[erlang-questions] where is os:getuid() ?
Tue Nov 24 20:08:57 CET 2015
On Mon, Nov 23, 2015 at 11:09 AM, Jesper Louis Andersen
> All hope is not lost however, since
> list_to_integer(string:strip(os:cmd("id -u"), right, $\n)).
> solves your problem. Granted, it performs worse than asking for the uid directly, but I've rarely seen a program who needed to manipulate uids otherwise, written in Erlang. May I ask what you are trying to do?
in rebar managed code, my building environment has different part
using different users, some file owner changes are due to `user
namespace`, run root with a normal user id, and need constantly fix
uid/gid by chown , or need to detect what is current user, trying to
implement in pure Erlang, but it seems Erlang doesn't have
os:getuid/0, neither os:chown/3. Workaround is to do that in shell /
python with Erlang os:cmd/1.
2> os:chown("abc", 1000, 100).
** exception error: undefined function os:chown/3
In this year Erlang factory they talked about to extend usage scenario
of Erlang, but this lack of POSIX interfaces might be a large
roadblock, continue Erlang's strength in long time running Internet
services, but for small tasks, short lived programs / daily useful
utilities, so far we only know erlc, rebar, ... and what else? mostly
are better in Shell / Python,
If Consider to add os:getuid/0 to Erlang, why not adopt a similar
strategy like Python os module, make it available for Unix only, no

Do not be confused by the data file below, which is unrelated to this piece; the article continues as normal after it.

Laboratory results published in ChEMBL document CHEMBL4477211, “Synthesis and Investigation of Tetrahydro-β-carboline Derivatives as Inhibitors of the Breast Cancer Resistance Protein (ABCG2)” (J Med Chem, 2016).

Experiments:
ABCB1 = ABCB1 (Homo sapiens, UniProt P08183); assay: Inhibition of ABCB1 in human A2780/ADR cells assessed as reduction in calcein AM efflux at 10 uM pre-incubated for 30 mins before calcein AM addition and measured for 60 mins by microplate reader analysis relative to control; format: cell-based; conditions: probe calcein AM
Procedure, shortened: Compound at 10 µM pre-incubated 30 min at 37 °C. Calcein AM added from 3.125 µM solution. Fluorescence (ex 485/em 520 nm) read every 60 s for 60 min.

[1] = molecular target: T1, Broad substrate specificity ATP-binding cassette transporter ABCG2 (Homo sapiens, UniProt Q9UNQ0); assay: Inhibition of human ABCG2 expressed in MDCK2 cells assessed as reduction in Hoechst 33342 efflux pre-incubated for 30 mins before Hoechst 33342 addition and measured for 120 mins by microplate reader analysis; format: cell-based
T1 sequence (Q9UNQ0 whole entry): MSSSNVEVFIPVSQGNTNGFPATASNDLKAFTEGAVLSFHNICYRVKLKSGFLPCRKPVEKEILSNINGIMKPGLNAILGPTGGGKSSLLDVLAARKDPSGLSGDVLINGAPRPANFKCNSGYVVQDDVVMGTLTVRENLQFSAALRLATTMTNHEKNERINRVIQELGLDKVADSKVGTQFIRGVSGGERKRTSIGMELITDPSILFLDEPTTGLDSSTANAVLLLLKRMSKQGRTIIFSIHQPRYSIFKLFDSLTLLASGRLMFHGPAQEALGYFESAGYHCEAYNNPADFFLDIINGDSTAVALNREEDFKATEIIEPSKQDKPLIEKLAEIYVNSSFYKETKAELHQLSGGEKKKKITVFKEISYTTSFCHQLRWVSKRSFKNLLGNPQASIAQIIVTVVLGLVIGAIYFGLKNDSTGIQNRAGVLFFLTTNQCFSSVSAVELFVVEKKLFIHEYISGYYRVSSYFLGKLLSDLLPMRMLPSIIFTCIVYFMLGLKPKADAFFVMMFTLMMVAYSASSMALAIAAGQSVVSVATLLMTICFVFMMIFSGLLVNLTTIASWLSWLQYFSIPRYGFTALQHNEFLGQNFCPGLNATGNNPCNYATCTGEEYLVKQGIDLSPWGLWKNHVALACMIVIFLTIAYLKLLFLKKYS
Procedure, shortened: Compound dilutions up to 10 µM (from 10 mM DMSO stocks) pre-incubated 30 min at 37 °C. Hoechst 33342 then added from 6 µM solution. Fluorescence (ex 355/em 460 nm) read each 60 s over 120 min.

need to care windows, that platform lacks a lot of POSIX calls,
On Tue, Nov 24, 2015 at 2:50 AM, Daniel Abrahamsson
> With the risk of sidetracking from the original question...
> At a theoretical level, I prefer separating functions implementing policies,
> and functions implementing mechanisms. "Mechanism" functions do one specific
> thing. There are no exceptions or corner cases. "Policy" functions, deal
> with the exceptions. They implement a policy, i.e. they make a specific
> decision on how to handle a certain case. As an example, "platform A has no
> user concept, so I will always return uid 0, which is root". Another policy
> function could implement the policy "platform A has no user concept, so I
> will throw an exception". When you confuse, or merge, the two, you limit the
> opportunity to implement other policies. If you have the "mechanism"
> functions, you can implement whatever policy suits you. If you only have the
> policy function, the corner cases are going to bite you somewhere down the
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